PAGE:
For Adams, who is originally from New Mexico but has lived in Colorado for many years, fine art represents a second act, career-wise. She started off working in administration and graphics, using her degrees in computer information systems and design. Then in 2008, she left her corporate job to go back to school to study art, graduating from the Metropolitan State University of Denver in 2010. And she has never looked back.
The paintings in Metaphors & Mysteries are extremely complex visually. Adams has covered the paintings with hundreds, if not thousands, of individual scribbles resembling cursive writing, cyphers or glyphs. She's developed these pseudo-legible marks as her own personal vocabulary, and she carries them out instinctually, constantly adding more according to the demands, determined intuitively, of the individual painting.
These automatic writings are suspended between transparent or translucent layers so that they appear to be floating at various levels below the surface. The stacked layers have a waxy appearance, which led me to think that they were done in encaustic — but Point co-director Michael Vacchiano said they’ve actually been produced using acrylic mediums along with acrylic paints.
All these marks on all these levels give the paintings an obsessive quality; to some extent, at least, that’s offset by the way each painting seems to have a clearly defined palette with its own distinct predominating tones. Behind the stacked marks are broad areas of color washes that both provide the background and create their own visual effects. These color fields, though encompassing many shades, resolve into a singular emphatic color that catches the eye. There are those that could be called sea green, for instance, while others may be red — even though the dominant color is simply one of dozens of shades that cover the surface. The only exception would be the white paintings, which are pretty thoroughly white.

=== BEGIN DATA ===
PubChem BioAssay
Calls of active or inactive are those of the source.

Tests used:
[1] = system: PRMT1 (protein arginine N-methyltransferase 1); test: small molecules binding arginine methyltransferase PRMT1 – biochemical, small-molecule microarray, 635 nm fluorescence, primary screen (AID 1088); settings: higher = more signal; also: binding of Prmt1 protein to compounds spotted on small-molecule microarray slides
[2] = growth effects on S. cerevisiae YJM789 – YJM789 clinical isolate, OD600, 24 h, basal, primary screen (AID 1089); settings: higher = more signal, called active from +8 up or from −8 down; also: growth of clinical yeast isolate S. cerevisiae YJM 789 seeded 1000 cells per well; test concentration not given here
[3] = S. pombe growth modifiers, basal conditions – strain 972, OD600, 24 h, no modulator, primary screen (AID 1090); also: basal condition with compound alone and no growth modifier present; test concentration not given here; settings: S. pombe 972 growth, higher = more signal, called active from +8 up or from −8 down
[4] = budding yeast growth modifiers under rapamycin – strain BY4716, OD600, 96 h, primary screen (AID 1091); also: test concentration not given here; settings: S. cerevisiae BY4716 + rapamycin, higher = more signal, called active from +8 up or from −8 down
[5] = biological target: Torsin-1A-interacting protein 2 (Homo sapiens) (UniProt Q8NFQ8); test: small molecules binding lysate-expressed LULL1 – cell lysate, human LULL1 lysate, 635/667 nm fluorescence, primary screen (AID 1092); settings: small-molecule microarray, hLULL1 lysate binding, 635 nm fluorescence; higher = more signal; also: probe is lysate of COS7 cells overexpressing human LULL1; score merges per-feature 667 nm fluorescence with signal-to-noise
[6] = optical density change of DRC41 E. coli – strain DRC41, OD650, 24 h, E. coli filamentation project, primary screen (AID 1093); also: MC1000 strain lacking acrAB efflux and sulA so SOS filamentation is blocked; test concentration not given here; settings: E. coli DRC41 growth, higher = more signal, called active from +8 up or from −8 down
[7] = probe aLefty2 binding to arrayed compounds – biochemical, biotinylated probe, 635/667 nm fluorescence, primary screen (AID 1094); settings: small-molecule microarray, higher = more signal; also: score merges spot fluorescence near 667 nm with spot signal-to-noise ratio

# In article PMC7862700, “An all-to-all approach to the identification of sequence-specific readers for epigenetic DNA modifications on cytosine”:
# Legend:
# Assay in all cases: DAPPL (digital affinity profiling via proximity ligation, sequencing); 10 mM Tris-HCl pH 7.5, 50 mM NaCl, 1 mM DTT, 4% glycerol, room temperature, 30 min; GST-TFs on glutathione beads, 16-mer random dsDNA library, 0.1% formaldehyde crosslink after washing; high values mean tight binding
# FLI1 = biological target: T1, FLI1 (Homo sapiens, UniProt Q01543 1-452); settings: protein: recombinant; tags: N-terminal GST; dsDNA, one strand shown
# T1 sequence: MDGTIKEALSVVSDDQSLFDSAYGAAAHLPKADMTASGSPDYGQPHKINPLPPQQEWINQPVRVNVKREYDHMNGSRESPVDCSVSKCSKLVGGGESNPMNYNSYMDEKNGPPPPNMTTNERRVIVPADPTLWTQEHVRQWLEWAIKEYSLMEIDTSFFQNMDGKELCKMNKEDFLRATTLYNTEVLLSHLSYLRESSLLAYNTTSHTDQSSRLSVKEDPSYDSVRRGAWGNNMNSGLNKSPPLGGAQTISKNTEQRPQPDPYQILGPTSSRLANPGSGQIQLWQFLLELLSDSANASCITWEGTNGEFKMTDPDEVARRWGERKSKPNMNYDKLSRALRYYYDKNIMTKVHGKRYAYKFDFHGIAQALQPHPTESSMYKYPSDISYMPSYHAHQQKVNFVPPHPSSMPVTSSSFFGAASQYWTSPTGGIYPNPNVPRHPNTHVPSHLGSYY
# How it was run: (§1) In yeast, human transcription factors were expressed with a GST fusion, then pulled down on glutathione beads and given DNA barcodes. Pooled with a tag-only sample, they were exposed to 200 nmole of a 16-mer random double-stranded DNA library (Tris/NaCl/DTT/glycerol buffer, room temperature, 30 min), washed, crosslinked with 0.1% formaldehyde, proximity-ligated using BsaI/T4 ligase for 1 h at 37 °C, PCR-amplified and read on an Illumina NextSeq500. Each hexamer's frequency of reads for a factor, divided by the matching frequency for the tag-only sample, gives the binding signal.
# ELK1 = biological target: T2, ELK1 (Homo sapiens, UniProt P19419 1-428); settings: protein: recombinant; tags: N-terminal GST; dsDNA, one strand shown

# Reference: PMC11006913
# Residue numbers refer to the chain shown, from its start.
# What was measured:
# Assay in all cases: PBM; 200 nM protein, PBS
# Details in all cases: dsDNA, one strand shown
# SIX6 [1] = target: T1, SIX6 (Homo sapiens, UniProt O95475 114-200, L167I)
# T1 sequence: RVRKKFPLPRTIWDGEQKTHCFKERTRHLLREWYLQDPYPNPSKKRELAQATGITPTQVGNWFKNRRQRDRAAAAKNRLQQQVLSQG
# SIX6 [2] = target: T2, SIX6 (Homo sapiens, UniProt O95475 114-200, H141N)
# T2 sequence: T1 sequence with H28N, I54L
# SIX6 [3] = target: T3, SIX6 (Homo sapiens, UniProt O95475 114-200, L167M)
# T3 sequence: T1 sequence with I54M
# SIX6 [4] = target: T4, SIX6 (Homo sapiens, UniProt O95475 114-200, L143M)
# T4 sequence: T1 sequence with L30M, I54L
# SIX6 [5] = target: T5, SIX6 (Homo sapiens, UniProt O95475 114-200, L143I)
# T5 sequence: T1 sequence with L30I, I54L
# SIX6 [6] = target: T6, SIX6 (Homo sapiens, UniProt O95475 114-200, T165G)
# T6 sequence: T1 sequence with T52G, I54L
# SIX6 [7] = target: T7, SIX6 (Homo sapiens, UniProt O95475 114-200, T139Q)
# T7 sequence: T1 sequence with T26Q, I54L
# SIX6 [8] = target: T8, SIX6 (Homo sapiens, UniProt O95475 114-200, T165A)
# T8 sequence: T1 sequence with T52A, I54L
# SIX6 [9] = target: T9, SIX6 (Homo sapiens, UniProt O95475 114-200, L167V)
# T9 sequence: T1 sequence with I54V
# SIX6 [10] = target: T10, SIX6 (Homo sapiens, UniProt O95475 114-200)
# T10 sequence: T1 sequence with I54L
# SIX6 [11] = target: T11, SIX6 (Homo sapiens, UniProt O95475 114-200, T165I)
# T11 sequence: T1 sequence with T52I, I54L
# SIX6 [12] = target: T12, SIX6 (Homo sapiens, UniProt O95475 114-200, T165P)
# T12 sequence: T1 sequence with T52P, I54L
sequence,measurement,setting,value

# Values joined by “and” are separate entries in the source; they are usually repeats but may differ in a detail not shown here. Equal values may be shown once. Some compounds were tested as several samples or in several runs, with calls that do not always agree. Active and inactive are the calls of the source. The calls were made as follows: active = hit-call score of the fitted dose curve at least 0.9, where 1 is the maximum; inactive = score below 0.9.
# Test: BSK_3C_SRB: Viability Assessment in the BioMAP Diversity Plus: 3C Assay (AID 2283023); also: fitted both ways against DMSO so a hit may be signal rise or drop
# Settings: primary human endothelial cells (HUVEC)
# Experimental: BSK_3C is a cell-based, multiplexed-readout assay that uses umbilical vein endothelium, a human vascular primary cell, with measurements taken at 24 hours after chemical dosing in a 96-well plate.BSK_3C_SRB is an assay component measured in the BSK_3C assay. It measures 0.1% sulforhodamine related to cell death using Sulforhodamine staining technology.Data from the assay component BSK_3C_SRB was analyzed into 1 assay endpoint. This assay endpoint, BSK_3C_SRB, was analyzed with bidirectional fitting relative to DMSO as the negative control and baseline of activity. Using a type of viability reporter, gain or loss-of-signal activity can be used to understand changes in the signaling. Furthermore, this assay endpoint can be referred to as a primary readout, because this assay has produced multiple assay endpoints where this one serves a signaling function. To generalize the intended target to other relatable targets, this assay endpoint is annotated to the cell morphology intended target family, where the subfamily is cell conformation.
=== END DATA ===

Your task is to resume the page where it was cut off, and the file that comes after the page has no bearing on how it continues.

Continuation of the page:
It was just last year that Adams mounted her first significant exhibit in Denver, also here at Point; as with this current show, it comprised complex abstractions of scribbled writing. This approach is also seen in her works on paper and her stitched textiles, though the compositions of the paintings are the most completely unified.
Though the artist gets heavy in her statement about these latest paintings, talking about stuff like “the vestiges of change that inspire my process” and “the spatial ambiguity” of “flatness and depth” — all of which is true, by the way — the key appeal of the paintings is more direct and obvious: It’s their lyricism.
The Deidre Adams show runs through Wednesday, August 31, at Point Gallery, 765 Santa Fe Drive. The gallery is open from 11 a.m. to 5 p.m. Tuesday through Saturday; for more information, call 720-254-0467 or go to pointgallerydenver.com.